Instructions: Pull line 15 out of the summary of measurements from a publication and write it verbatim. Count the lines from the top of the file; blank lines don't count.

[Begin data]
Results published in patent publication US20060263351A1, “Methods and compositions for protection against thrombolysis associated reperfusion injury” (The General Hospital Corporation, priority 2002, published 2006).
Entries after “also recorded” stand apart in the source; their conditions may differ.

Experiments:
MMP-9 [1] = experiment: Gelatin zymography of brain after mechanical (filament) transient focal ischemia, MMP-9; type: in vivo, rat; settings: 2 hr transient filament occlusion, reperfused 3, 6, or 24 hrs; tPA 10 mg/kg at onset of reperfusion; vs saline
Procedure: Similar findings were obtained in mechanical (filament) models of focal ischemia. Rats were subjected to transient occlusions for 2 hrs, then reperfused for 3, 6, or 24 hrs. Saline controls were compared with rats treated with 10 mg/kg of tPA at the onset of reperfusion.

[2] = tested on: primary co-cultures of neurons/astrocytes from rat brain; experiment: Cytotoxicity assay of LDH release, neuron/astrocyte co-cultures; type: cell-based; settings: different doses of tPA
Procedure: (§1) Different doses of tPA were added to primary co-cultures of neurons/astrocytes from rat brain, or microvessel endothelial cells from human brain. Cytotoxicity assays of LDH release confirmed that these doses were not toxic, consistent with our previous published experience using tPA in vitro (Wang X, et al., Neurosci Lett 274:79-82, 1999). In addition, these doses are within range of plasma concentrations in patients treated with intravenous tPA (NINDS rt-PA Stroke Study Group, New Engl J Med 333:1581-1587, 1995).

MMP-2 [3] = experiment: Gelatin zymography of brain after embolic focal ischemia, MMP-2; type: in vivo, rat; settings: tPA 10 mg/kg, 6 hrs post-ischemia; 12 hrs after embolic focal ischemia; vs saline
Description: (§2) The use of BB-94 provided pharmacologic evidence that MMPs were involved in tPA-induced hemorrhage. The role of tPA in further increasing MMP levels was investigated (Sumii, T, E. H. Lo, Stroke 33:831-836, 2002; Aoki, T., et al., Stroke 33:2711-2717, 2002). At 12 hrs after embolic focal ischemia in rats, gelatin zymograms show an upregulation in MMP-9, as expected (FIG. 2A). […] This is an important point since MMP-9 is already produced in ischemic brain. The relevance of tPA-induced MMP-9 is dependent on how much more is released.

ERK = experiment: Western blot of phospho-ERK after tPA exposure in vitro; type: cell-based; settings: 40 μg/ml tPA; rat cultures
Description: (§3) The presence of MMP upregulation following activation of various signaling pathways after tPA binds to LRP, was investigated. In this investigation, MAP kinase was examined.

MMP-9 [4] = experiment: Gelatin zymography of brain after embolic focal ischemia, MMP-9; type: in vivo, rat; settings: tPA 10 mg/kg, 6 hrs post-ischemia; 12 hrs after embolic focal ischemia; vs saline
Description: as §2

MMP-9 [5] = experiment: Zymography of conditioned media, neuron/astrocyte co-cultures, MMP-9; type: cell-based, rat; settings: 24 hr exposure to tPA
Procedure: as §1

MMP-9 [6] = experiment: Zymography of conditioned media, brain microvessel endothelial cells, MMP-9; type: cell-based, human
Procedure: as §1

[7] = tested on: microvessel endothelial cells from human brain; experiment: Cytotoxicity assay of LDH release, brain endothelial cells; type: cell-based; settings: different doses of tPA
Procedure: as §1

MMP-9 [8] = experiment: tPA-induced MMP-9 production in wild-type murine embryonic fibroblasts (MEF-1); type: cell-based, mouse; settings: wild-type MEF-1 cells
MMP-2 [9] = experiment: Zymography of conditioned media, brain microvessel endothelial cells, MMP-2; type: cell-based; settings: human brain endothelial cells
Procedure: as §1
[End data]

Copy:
Procedure: as §1